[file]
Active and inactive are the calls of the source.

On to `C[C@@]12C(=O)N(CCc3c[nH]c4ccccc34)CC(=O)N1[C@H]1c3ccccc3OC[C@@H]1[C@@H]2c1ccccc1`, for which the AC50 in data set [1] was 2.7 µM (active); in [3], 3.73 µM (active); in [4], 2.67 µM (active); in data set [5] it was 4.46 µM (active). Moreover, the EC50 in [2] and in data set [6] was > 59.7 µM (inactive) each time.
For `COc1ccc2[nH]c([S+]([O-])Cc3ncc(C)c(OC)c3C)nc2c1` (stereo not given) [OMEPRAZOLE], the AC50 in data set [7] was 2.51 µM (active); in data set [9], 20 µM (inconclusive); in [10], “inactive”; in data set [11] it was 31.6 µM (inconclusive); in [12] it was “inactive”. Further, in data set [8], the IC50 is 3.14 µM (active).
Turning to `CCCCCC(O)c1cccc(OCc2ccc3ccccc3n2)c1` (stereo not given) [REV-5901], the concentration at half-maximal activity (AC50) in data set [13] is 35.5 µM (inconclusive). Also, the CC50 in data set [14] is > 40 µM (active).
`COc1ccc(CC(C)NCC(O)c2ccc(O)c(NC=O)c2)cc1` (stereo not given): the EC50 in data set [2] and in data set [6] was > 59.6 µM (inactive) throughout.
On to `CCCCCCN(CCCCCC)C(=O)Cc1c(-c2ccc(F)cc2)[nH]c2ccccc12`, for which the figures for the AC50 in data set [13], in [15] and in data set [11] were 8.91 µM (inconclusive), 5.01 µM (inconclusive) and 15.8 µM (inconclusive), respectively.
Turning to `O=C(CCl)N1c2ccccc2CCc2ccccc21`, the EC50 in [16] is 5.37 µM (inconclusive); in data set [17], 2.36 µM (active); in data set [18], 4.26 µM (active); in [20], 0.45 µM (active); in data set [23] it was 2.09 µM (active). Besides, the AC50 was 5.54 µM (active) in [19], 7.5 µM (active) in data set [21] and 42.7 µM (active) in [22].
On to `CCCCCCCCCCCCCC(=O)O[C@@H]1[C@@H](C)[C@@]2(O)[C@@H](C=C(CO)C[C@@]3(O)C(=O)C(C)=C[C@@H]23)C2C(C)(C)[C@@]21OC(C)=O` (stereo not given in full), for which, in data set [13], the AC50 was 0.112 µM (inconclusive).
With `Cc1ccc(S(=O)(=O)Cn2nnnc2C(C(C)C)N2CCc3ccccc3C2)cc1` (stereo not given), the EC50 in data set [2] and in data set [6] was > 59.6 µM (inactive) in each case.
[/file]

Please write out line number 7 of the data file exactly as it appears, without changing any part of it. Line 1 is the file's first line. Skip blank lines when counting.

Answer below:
Turning to `O=C(CCl)N1c2ccccc2CCc2ccccc21`, the EC50 in [16] is 5.37 µM (inconclusive); in data set [17], 2.36 µM (active); in data set [18], 4.26 µM (active); in [20], 0.45 µM (active); in data set [23] it was 2.09 µM (active). Besides, the AC50 was 5.54 µM (active) in [19], 7.5 µM (active) in data set [21] and 42.7 µM (active) in [22].